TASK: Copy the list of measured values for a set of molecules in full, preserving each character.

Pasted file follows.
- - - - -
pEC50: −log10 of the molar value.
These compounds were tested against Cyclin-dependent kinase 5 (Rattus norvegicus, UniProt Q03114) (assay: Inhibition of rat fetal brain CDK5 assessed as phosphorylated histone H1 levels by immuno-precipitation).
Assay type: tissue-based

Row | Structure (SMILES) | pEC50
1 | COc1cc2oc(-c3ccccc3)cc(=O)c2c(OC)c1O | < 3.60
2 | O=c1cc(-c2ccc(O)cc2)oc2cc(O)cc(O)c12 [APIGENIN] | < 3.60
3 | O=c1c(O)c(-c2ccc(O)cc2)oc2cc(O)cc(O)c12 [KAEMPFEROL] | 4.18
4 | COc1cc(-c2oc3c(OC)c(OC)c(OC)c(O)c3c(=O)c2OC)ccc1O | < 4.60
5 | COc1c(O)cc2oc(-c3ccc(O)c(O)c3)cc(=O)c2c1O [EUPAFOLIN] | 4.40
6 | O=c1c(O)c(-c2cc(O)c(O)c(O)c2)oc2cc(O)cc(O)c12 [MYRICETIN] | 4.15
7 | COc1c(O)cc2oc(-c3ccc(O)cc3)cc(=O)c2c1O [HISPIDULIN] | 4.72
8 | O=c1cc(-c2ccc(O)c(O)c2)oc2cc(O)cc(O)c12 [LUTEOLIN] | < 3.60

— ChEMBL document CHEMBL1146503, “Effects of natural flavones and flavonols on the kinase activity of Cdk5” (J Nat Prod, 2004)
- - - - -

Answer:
pEC50: −log10 of the molar value.
These compounds were tested against Cyclin-dependent kinase 5 (Rattus norvegicus, UniProt Q03114) (assay: Inhibition of rat fetal brain CDK5 assessed as phosphorylated histone H1 levels by immuno-precipitation).
Assay type: tissue-based

Row | Structure (SMILES) | pEC50
1 | COc1cc2oc(-c3ccccc3)cc(=O)c2c(OC)c1O | < 3.60
2 | O=c1cc(-c2ccc(O)cc2)oc2cc(O)cc(O)c12 [APIGENIN] | < 3.60
3 | O=c1c(O)c(-c2ccc(O)cc2)oc2cc(O)cc(O)c12 [KAEMPFEROL] | 4.18
4 | COc1cc(-c2oc3c(OC)c(OC)c(OC)c(O)c3c(=O)c2OC)ccc1O | < 4.60
5 | COc1c(O)cc2oc(-c3ccc(O)c(O)c3)cc(=O)c2c1O [EUPAFOLIN] | 4.40
6 | O=c1c(O)c(-c2cc(O)c(O)c(O)c2)oc2cc(O)cc(O)c12 [MYRICETIN] | 4.15
7 | COc1c(O)cc2oc(-c3ccc(O)cc3)cc(=O)c2c1O [HISPIDULIN] | 4.72
8 | O=c1cc(-c2ccc(O)c(O)c2)oc2cc(O)cc(O)c12 [LUTEOLIN] | < 3.60

— ChEMBL document CHEMBL1146503, “Effects of natural flavones and flavonols on the kinase activity of Cdk5” (J Nat Prod, 2004)